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TJ Tedesco

View from Mount Olympus

By TJ Tedesco

About TJ

T.J. is team leader of Grow Sales, Inc., a marketing and social media services company operating at the intersection of compelling content, clear vision and quality communication practices. In this blog, fire is a metaphor for print. Hang on, this ride will be weird...

Prometheus crept into Mt. Olympus, stole fire, returned to the lowlands, ran from house to house distributing it, got caught, was chained to a rock, lost his liver to a huge ugly bird and was rescued by Hercules. Leveraging his fame, Prometheus started Fire Enterprises Inc.  (FEI). Since fire was the hottest technology of the time, company success came fast and furious. Two generations later, fire isn't such an easy sale. Now led by Prometheus' grandson Org, FEI's growth is non-existent, competitors are pounding and prices are in the toilet.
 

Want to Sell More to Customers? Try Surveys

 
Last week, FEI marketing whiz Marka showed savvy salesperson Zoot how to calculate the effectiveness of FEI’s customer loyalty program. This week, Marka talks about another way that FEI can gain more share-of-customer—customer survey outreach. Remember, fire = print.

Zoot and Marka had just finished a delicious midday snack at Grapeleaf Yogurt in the nearby Pallas Mall. As Zoot wiped a gummy bear off his lip, a Grapeleaf employee set two customer surveys down on their table.

“Thanks for coming in today! We’d appreciate if you could take just a minute to let us know how we did,” she said with a smile.

Once the employee had left, Zoot raised a hairy eyebrow. “This is good stuff. It may be simple, but this survey makes me feel like Grapeleaf really does care about improving my customer experience.”

“Sound like something FEI could do?” Marka asked.

“Hmm…” Zoot pretended to be deep in thought. “Yeah, I think so.”

“Customer surveys can provide us with key insights about what we’re doing right,” Marka said. “They can also give us actionable data about what—and how—we can improve.”

“Surveys are proactive,” Marka continued. “They show customers we’re not just resting on our laurels. Many times, a company doesn’t know anything’s wrong with a customer relationship until that customer leaves. And most of the time, whatever was wrong could’ve been easily corrected. Customer surveys will help us identify our weak points and improve them—before it’s too late.”

“I’m concerned these surveys might have a response bias,” Zoot said. “Customers who want to take a survey generally fall into two camps: those who love us and those who have a serious gripe. Won’t this yield skewed results?”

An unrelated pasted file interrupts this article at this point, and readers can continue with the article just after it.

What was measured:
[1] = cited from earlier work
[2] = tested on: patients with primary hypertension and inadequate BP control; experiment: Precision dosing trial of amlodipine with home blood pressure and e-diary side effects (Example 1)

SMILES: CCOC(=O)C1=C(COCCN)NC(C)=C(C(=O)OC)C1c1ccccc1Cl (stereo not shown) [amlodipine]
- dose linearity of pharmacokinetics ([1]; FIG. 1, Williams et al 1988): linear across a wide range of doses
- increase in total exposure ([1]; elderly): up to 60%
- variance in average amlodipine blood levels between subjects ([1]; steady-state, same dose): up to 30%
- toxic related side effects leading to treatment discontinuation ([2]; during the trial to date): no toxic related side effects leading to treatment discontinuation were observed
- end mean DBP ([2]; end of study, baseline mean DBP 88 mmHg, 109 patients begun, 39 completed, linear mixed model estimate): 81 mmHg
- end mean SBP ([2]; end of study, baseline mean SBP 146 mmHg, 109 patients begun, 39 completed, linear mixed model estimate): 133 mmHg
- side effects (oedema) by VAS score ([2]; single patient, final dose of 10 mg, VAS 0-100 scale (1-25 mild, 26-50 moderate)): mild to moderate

“That’s a good point, Zoot,” Marka acknowledged. “Consider what Grapeleaf just did. You like froyo, but I wouldn’t call you a rabid fan. If they hadn’t shoved that survey under your nose, you probably wouldn’t have bothered with it. But you did.”

“To attract a balanced base of responders, we have to aggressively promote these surveys,” Zoot suggested.

“That’s right,” Marka said. “We can bring these surveys to trade shows at which we exhibit. You can bring them on sales calls, or include them with deliveries. We can give them to customers waiting in our lobby. Pushing these surveys out to our customers will help minimize the problematic selection bias.”

“Won’t some of our customers have trouble being honest?” Zoot asked. “Especially if I’m right in front of them asking the questions.”

“Also a valid concern,” Marka agreed. “We could enlist a third-party to give these surveys on our behalf. We could allow people to respond anonymously, but then we won’t know how satisfied specific customers are and we want to know that.”

“Blind surveys can be valuable because they allow customers to respond honestly without fear of damaging the relationship,” Zoot pointed out. “Many busy restaurant clients work with our runners practically every day. Many of them won’t feel comfortable criticizing our runners’ performances unless anonymity can be assured.

“Maybe we could blind responses from certain industries only, or offer ‘partial-blind’ surveys where only the person’s name is blinded. We should discuss this and carefully weigh the pros-and-cons before proceeding,” he added.

“Another solution is to distribute these surveys by email, social media or even direct mail,” Marka said. “People are more likely to be candid when they’re not face-to-face with you or anyone else at FEI, even if they know we’ll be reading their responses.”

Marka and Zoot tossed their empty cups in the trash and headed out back into the mall walkway. “This segues nicely into what I want to talk about next,” Marka continued. “The methods we can use to distribute our survey.”

“I think we should go to Olive Burger for that one,” Zoot said, rubbing his belly.

Today’s FIRE! Point

Customer surveys are an excellent way to determine what your company’s doing right. They can also tell you what—and how—to improve you. Plus, customers always appreciate the attention and the commitment to proactive improvement of your products and services.

FIRE! in Action: Gem Affair Uses Customer Surveys to Grow Sales
A five-question survey allowed the jewelry company to capture customer feedback, which Gem Affair used to make key changes to its product line and website. The result of these changes: a 4.5-percent increase in sales the next year.

Next week: Marka gives Zoot an overview of different survey contact methods, including the advantages and potential challenges of each.

 

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